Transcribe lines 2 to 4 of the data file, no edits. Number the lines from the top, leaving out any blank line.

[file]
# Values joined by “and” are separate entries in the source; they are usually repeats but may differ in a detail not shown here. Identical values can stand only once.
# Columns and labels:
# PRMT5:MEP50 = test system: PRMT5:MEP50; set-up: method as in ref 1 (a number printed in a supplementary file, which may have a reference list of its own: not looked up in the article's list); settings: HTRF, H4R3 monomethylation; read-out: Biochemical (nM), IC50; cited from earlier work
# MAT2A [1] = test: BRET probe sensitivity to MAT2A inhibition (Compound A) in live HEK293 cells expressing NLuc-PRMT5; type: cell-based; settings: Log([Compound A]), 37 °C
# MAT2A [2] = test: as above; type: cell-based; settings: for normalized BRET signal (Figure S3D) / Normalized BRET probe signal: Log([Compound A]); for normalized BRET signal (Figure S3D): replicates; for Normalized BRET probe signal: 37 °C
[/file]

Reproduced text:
# Columns and labels:
# PRMT5:MEP50 = test system: PRMT5:MEP50; set-up: method as in ref 1 (a number printed in a supplementary file, which may have a reference list of its own: not looked up in the article's list); settings: HTRF, H4R3 monomethylation; read-out: Biochemical (nM), IC50; cited from earlier work
# MAT2A [1] = test: BRET probe sensitivity to MAT2A inhibition (Compound A) in live HEK293 cells expressing NLuc-PRMT5; type: cell-based; settings: Log([Compound A]), 37 °C